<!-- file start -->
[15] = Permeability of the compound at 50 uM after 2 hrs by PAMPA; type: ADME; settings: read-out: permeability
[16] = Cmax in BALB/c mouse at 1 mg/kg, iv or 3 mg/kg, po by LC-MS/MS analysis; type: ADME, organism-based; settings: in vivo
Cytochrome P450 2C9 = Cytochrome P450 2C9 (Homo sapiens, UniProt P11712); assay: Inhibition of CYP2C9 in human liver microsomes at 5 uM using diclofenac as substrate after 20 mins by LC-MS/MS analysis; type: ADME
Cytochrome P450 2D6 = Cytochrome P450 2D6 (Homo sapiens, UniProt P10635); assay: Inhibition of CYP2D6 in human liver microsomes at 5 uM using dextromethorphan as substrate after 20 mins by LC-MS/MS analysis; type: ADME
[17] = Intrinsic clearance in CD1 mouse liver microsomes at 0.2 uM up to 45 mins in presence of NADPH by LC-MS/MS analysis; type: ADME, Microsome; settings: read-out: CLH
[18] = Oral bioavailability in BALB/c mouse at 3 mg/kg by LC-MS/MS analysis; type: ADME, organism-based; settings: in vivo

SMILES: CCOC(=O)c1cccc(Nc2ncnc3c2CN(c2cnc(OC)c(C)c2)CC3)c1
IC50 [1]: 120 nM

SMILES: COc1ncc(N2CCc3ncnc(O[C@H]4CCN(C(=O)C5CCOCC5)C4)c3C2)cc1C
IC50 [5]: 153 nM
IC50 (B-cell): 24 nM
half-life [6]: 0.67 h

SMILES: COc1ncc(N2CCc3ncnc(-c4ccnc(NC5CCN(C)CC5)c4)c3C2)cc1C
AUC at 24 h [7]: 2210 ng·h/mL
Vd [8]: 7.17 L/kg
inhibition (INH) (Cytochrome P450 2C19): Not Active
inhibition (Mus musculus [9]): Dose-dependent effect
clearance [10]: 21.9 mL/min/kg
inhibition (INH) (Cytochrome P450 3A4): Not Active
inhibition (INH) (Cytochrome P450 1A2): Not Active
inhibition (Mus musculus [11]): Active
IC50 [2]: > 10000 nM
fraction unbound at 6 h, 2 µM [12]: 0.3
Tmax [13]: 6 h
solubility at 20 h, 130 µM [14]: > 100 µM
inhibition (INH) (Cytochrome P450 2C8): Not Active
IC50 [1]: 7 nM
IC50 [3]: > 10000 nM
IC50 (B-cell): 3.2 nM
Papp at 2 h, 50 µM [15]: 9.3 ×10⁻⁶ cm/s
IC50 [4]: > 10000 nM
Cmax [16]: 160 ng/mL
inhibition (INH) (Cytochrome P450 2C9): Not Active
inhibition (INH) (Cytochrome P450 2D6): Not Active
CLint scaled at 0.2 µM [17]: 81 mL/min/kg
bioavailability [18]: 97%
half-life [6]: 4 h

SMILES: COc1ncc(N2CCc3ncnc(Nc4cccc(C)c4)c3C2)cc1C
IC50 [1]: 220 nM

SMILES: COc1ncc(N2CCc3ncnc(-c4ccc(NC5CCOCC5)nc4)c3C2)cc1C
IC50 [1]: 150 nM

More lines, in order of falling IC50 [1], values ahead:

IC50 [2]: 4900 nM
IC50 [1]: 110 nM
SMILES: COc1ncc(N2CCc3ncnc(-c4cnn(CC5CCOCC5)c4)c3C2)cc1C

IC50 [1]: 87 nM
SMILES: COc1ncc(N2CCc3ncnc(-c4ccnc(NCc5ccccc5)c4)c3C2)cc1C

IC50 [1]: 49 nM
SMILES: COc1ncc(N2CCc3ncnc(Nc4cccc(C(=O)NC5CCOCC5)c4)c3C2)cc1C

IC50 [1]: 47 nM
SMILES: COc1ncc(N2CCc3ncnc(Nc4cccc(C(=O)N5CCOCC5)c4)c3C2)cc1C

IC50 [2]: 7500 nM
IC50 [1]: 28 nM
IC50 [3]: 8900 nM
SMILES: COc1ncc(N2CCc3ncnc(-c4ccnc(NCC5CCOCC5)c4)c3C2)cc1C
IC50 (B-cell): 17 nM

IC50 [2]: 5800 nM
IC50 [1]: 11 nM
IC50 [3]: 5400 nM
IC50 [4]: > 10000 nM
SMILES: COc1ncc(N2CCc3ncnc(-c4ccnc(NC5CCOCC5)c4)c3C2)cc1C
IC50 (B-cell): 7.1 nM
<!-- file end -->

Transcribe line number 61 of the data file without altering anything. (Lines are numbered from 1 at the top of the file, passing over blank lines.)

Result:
SMILES: COc1ncc(N2CCc3ncnc(-c4ccnc(NC5CCOCC5)c4)c3C2)cc1C